Unclog the Bay: Keep your neighborhood storm drains clean!

Image of a storm drain with leaves in the inlet
November 12, 2021
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Have you noticed a storm drain in front of your home or business, school, or house of worship?

Take these SIMPLE ACTIONS to make a BIG IMPACT on your local waterways and prevent flooding on the roads:

  • Keep a broom handy, and frequently sweep up leaves, trash, and sediment that is in front of your storm drain.
  • Call 311 if you have a clogged storm drain that needs a vacuum truck.
  • Don’t blow leaves or grass clippings into the street. Leave them on the ground and mulch mow them into small pieces for free fertilizer.
  • Keep lids on your trash cans, and keep recycling below the level of the bin lid to keep it from blowing out.


Anyone can do their part to keep our storm drains clean.. Woman cleaning storm drain with a broom.

Anyone can do their part to keep our storm drains clean.

Did you know that we have over 63,000 storm drains along our public roads in Montgomery County, and thousands more on private roads or private parking lots? We can help protect the health of our streams and the Chesapeake Bay by keeping them clean! Although 63,000 public storm drains sounds like a lot of work, that’s only one storm drain per every six households in Montgomery County, so it’s not asking a lot.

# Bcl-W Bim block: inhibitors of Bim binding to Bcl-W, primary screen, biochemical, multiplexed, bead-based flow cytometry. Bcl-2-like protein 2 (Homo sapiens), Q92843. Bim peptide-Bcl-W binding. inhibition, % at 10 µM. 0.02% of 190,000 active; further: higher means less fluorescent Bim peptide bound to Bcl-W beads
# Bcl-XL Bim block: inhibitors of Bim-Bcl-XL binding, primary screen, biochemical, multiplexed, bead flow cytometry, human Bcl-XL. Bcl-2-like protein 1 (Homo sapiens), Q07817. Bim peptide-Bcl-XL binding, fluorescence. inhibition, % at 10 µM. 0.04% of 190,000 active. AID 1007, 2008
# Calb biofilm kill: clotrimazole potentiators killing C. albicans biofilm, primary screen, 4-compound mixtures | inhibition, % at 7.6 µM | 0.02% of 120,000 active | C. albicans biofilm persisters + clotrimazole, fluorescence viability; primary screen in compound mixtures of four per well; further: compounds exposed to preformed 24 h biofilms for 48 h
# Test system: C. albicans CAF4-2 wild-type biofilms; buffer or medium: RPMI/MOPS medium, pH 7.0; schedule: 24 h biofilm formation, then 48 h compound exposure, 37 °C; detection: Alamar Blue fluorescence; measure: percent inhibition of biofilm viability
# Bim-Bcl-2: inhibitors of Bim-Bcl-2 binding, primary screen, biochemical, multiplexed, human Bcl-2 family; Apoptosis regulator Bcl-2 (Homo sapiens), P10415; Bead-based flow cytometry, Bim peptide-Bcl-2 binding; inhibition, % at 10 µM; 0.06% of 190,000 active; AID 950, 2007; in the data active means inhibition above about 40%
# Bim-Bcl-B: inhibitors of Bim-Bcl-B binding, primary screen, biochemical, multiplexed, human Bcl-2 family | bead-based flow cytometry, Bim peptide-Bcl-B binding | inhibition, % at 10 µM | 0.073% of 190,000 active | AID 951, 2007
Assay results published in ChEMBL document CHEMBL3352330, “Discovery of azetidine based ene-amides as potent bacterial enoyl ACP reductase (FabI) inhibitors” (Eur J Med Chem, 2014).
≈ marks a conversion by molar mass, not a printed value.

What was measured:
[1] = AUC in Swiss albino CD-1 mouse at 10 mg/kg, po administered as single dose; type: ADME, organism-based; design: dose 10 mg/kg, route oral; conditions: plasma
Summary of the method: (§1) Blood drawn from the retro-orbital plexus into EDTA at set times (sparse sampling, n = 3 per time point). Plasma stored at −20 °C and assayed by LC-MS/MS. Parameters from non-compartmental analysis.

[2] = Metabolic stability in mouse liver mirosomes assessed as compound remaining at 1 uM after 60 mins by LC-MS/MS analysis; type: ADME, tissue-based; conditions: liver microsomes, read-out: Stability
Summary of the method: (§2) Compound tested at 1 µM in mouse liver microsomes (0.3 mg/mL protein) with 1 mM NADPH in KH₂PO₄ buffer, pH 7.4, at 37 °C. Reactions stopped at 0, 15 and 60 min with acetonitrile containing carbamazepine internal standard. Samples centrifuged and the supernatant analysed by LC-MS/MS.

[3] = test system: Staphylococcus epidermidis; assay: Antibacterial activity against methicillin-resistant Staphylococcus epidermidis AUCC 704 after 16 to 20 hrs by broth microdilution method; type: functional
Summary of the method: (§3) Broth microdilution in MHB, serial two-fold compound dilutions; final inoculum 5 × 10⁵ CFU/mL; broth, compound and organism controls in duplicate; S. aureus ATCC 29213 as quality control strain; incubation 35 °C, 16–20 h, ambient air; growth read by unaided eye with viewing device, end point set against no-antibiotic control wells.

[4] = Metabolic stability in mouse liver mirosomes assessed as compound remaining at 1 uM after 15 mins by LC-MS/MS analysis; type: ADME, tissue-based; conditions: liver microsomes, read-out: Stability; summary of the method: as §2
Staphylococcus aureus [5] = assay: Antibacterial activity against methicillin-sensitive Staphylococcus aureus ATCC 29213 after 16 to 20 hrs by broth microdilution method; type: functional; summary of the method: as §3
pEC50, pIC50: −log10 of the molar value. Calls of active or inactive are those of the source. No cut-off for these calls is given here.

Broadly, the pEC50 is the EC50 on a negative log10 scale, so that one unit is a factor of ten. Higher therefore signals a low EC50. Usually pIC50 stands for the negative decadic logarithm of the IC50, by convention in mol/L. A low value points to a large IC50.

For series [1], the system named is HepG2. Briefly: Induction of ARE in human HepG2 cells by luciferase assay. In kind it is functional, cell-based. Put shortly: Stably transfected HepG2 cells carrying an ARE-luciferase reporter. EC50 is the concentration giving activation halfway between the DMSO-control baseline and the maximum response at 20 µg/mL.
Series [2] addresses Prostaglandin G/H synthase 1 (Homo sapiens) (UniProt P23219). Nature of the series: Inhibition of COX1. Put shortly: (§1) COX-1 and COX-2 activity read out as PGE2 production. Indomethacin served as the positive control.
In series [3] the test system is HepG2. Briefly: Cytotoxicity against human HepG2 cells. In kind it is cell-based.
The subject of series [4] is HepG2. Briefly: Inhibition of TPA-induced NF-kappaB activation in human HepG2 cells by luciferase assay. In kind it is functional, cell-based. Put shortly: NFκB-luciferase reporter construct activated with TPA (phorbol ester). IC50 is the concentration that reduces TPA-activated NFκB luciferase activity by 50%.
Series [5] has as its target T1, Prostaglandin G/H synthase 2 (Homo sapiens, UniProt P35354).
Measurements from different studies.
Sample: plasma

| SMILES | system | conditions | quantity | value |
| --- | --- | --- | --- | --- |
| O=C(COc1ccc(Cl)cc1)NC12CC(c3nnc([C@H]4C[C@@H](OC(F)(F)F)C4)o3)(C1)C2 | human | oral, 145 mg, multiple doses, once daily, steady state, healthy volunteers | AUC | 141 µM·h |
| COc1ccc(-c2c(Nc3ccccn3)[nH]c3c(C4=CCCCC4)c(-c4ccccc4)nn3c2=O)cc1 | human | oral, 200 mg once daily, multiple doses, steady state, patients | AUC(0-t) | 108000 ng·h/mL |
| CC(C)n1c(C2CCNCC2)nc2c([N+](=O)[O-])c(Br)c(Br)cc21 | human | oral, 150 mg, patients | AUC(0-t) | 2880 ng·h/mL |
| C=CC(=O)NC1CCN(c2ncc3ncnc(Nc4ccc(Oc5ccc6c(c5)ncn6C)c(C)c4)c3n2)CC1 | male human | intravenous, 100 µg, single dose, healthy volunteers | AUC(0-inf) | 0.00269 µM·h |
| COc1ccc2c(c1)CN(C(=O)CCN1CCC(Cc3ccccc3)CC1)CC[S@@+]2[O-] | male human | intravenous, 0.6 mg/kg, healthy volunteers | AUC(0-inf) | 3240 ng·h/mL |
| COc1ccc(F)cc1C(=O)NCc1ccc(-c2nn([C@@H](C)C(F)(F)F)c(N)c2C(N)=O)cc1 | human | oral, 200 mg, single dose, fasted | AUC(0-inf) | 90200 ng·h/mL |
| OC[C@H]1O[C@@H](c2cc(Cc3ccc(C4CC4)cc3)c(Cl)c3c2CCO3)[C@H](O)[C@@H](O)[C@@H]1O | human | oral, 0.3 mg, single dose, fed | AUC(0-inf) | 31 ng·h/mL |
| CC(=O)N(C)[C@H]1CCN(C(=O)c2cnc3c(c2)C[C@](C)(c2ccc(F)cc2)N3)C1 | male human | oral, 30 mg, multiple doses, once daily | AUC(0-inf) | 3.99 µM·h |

Leaves, grass clippings, trash, and sediment that run into storm drains have a large impact on our waterways. Stormwater runoff contains nutrients like phosphorus and nitrogen that cause algae blooms, and heavy metals, petrochemicals, hydrocarbon, crumbling asphalt, and bacteria. These are all toxic to aquatic life and pollutants in our drinking water. Some storm drains gobble up 50-100 pounds of dry sediment, trash, and leaves per year if we don’t keep it out. Clogged drains also lead to flooding in roadways, or ice in the winter.

Do your part to clean the nearest storm drain! Simple, right?


Grass clippings should be kept out of storm drains

Grass clippings should be kept out of the street and storm drains–leave them on the grass instead.

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